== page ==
The more people who know you, the more publishers will want to get acquainted. That’s an over-simplified explanation of a writer’s platform, but it’s functionally true. Although publishers will always care more about the quality of your fiction, having a platform definitely helps seal the deal. Both the publishing industry and your target audience have changed a lot in the past few decades, however, and platform-building has changed with them. So, what should you be doing in the Twenty-First Century to build your ultimate writing platform?
First off, look for low-work, high-return opportunities. Setting up your own blog, YouTube channel, or other content platform takes a lot of effort you would probably be better off spending on your actual book. That doesn’t mean these kinds of platforms don’t pay off, but you don’t have to ‘go big or go home.’ The internet is a huge place, and there are lots of established blogs, websites, and e-zines looking for content. Why try to run a website when you can provide guest posts? This is also a great way to build contacts within the industry. Influencer connections matter to publishers, so this is actually a great way to build a platform fairly quickly.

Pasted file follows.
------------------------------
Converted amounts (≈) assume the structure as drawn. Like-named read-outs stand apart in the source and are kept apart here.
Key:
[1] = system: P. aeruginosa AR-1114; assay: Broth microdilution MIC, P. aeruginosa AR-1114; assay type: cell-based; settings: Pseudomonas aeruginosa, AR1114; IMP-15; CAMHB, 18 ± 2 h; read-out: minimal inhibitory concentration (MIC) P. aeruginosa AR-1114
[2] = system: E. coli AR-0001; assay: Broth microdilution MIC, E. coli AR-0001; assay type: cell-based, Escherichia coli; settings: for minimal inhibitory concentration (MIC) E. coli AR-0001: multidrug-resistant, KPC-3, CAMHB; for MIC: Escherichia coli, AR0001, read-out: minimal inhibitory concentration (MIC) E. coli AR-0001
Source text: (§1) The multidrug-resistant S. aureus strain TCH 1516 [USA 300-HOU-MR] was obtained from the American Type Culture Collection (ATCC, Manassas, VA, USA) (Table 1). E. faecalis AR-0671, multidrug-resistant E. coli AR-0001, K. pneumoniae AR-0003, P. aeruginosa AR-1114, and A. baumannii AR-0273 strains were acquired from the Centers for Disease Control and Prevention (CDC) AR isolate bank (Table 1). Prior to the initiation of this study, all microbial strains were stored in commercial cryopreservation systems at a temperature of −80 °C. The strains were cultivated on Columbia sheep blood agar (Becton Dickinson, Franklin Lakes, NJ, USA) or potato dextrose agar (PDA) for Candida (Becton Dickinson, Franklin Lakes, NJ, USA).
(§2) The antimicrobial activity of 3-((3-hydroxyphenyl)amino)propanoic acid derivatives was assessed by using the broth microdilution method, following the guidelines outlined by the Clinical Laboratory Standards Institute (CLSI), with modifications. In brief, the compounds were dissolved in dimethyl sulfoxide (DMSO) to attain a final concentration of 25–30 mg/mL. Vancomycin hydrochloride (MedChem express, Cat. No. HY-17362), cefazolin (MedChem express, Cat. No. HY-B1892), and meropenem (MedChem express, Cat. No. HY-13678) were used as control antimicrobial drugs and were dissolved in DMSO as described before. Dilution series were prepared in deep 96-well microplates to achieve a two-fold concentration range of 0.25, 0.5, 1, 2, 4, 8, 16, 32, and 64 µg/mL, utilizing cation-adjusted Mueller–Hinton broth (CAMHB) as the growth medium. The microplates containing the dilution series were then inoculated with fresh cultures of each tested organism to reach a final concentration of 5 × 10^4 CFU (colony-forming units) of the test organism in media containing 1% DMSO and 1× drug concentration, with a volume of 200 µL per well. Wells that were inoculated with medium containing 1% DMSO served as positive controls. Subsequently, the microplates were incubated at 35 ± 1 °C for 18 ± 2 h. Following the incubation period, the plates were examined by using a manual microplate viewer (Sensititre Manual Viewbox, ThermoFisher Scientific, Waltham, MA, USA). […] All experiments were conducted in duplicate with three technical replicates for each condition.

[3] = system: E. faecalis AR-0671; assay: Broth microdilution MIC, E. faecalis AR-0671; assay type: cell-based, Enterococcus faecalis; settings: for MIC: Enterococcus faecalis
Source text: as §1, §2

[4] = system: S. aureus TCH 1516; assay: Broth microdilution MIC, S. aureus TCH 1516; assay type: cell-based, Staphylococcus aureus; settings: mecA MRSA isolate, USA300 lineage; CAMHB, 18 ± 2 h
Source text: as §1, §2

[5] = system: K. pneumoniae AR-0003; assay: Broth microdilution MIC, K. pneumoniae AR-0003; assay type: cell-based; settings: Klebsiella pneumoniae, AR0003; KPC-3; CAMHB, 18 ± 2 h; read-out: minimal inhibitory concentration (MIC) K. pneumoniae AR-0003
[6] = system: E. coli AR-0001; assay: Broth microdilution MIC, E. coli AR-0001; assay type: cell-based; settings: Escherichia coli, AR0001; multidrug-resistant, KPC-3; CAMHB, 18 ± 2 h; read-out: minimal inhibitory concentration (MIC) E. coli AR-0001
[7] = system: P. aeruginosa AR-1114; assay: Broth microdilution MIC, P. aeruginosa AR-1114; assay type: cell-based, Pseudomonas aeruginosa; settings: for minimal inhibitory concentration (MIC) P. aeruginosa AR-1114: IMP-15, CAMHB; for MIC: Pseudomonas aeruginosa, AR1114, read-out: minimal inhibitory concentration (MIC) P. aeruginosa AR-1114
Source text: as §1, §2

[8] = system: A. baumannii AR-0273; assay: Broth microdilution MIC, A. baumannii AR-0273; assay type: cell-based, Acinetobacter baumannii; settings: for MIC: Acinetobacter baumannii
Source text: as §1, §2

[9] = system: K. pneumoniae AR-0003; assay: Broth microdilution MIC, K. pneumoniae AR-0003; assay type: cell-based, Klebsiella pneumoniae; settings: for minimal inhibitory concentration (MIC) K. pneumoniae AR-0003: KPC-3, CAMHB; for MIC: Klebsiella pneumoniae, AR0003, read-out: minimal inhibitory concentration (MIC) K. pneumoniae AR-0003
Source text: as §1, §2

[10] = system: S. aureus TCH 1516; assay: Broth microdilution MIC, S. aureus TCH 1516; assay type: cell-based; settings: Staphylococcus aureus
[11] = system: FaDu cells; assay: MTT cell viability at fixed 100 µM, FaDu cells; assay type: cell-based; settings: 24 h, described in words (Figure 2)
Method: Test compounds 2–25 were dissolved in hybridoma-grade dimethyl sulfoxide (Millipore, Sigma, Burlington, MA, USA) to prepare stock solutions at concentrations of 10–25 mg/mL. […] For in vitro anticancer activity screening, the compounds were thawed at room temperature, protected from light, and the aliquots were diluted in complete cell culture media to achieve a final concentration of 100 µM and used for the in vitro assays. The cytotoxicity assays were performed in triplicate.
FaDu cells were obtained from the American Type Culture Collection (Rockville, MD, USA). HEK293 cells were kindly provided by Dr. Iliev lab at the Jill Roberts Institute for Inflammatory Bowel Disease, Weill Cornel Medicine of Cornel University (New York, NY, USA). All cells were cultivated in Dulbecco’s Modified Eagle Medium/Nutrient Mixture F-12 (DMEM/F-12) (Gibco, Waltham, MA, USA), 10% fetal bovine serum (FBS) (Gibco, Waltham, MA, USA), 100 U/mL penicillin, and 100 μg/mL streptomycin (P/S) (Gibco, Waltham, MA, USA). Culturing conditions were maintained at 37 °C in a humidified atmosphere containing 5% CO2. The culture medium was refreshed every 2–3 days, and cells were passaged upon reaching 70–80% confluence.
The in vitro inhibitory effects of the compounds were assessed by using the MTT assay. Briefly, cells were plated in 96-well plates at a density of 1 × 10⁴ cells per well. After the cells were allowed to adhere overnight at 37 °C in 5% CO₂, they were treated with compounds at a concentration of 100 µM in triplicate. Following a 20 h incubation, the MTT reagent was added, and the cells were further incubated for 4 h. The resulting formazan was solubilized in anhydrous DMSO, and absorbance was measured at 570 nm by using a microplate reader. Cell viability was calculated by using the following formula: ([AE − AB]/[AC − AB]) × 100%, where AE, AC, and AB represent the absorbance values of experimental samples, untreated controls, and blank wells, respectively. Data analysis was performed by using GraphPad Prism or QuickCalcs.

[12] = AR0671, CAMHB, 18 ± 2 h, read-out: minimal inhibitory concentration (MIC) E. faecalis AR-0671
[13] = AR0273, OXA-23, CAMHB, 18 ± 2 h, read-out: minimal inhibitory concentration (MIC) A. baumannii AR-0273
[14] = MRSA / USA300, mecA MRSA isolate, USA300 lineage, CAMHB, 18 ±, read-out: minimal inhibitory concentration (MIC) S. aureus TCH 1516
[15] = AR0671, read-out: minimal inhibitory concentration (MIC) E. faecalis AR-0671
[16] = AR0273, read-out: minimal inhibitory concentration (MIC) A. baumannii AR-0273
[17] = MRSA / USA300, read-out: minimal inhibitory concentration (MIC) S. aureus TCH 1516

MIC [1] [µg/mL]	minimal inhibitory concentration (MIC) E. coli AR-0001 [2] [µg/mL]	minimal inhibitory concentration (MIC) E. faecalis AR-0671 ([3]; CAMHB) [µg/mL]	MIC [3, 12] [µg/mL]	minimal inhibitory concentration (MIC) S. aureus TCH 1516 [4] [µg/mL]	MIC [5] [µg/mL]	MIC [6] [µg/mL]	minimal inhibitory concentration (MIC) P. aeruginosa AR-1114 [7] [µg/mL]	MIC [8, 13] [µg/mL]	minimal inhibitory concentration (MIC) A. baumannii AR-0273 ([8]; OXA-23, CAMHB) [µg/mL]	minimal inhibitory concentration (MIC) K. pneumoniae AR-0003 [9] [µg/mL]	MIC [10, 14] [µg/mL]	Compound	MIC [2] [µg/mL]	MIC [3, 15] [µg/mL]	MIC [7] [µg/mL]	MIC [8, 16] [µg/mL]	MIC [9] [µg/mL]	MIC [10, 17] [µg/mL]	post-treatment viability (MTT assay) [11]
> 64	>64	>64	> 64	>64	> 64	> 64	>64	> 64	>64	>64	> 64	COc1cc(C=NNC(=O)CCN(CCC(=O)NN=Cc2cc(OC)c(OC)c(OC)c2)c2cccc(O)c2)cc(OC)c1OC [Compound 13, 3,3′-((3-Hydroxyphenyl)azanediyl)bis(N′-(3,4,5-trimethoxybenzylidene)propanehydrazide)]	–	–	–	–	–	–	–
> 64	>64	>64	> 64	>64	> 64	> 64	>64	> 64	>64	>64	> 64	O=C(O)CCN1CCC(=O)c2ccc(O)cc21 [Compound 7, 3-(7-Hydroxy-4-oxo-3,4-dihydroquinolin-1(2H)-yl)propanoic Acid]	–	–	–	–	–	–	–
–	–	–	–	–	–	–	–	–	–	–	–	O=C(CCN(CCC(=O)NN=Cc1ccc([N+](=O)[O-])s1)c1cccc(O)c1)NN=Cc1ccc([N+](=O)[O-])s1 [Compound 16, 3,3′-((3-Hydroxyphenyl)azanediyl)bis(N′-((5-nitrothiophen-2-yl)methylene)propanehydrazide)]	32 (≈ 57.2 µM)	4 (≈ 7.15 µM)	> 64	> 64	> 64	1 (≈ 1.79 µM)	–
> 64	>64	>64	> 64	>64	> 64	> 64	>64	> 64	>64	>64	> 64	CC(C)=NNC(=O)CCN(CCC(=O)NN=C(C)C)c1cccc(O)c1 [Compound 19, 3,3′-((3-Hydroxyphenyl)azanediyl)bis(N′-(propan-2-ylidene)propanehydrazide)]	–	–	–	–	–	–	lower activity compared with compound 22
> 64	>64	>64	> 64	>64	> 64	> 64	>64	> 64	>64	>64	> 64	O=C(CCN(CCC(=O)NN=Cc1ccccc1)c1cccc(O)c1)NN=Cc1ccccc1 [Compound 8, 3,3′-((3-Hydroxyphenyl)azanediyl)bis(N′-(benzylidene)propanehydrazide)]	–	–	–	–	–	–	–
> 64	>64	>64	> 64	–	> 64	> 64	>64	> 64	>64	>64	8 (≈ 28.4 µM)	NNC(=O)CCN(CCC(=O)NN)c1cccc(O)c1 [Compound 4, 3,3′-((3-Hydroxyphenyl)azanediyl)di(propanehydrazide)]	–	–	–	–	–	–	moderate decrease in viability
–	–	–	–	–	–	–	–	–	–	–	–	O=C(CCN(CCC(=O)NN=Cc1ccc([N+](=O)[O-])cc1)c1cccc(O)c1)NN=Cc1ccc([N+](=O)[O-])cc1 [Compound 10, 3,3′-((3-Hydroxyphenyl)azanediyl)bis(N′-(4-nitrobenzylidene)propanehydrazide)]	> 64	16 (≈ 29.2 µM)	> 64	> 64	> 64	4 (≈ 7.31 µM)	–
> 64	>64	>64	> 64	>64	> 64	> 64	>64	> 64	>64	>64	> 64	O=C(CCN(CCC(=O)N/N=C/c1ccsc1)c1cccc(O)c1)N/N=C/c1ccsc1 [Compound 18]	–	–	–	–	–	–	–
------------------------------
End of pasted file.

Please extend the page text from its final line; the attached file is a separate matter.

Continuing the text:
The other popular online option is, of course, to start a blog. This is totally fine, and it can help you develop your skills while simultaneously building a platform. Keep in mind, though, that a combination of strategies usually works best. If you take the time to build original content online, you will still need to write those guest posts to draw in a broader readership and establish those critical connections.
As powerful and important as the internet may be, never underestimate the importance of face-to-face interactions. People may not remember the author pic from your most popular blog post, but they will remember the presenter they spent an hour listening to at a convention. Get social.
Go to conventions that appeal to both you and your target audience. Present whenever possible. Dig deep into niches, and have fun! Writing a steampunk dystopian novel? You’re in luck. There are MANY small steampunk conventions around the country, and many offer discounts (or even free passes) to presenters. The same is true of many other fiction sub-genres, and if you’re willing to put yourself out there, you’ll make a big impression very quickly. You may also get to meet established writers in your field on a more professional level! Although touring authors are almost always happy to meet fans, introducing yourself as a fellow presenter at a convention carries a little more weight.
A good platform reaches your target audience. That is the single most important thing to take away from this post. Although you can make a dozen YouTube prank channels, they won’t help you as an author’s platform if you write fiction for middle aged mothers. So, remember who you want to engage, then find the right spaces to interact. Get online, but get out of the house, too. Meet people, establish connections, and never ever use platform-building as an excuse to procrastinate on your writing.